Ireland needs visionaries, and fast
Radical solutions won't come from a political system wedded to the status quo, writes Brendan O'Connor
The most startling aspect of the putative Cabinet shuffle is that no one -- including, you suspect, the people directly involved -- believes in any way, shape or form that it will help solve this country's problems. But God bless them, it is the only way they know how to respond to anything. To do something within their narrow little range of political manoeuvres, and to do it three years too late
There's an old management maxim that says, "To a man with a hammer, everything looks like a nail." In other words, when we solve problems we often don't look at the problem and try and come up with an apt solution. Instead, we look at the tools we have at our disposal and define the problem in such a way that our tools fit. So even if the problem we have right now in Ireland is with a screw, the Government, because it doesn't have a screwdriver, is just going to take its hammer and bang away. And then we will all wonder why the wall falls down.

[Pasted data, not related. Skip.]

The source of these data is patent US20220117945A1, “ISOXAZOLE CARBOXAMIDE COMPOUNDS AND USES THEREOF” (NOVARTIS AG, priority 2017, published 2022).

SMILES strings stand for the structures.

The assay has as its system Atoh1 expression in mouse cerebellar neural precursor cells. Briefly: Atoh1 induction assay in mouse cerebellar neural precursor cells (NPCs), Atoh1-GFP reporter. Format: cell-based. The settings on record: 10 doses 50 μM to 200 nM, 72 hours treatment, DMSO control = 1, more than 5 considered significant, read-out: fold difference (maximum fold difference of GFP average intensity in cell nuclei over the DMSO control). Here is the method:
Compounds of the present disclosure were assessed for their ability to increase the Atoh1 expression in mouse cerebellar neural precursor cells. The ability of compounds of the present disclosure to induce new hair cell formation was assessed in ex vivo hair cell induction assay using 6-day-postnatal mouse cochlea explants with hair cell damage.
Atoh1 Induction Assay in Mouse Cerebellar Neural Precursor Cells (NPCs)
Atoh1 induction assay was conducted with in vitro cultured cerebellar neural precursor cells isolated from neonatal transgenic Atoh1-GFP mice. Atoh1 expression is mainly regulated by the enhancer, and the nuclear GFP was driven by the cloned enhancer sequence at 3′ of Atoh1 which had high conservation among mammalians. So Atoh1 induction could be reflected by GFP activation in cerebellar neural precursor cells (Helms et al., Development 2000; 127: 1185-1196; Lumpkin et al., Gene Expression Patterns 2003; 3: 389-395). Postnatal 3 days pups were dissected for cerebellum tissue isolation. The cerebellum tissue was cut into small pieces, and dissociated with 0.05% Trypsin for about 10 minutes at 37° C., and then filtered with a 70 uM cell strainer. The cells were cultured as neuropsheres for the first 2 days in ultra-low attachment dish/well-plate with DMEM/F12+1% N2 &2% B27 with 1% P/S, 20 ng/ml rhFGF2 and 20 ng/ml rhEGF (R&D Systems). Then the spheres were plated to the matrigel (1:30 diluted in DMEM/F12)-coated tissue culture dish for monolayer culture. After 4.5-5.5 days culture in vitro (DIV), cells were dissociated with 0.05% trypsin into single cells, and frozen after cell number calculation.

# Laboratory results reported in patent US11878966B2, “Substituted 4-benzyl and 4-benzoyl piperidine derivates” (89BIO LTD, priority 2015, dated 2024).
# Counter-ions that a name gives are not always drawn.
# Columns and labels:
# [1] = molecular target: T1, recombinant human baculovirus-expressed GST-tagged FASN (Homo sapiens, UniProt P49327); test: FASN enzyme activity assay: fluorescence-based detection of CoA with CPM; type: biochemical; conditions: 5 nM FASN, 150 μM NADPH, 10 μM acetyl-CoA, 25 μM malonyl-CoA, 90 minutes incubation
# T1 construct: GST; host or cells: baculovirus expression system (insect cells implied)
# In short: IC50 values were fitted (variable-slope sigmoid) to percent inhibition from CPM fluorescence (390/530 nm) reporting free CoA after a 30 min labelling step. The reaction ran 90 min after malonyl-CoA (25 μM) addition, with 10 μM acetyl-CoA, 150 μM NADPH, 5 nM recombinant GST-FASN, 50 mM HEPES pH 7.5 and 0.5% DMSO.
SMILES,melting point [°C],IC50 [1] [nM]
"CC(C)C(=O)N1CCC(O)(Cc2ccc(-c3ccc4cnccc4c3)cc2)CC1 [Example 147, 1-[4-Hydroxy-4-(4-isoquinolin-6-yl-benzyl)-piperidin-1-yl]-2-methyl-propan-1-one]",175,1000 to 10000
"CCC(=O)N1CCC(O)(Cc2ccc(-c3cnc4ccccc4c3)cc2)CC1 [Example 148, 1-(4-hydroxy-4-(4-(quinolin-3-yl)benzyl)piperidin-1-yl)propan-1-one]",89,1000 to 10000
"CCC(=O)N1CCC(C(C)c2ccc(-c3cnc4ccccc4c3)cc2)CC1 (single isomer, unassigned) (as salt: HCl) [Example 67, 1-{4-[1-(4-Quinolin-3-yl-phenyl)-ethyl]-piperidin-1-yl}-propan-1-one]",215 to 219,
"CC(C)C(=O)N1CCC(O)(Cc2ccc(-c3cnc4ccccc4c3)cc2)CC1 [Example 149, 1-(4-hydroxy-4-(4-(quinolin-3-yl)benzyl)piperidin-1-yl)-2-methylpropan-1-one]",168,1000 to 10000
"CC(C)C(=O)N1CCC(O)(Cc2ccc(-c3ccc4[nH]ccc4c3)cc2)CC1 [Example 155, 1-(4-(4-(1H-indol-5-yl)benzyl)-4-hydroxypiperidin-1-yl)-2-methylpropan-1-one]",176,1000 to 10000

It was all exemplified in Mary Coughlan's performance on Prime Time the other night. When confronted with the issue of unemployment, she waffled on about the money spent on training and other nonsense. Her basic mission was not to say something inspiring or to reveal any creativity or imagination or grand plan; it was to maintain that she and her colleagues were not doing a bad job. At most, she seemed willing to consider how the existing civil service institutions that have been there for decades could possibly be looked at to deal with the scourge of unemployment.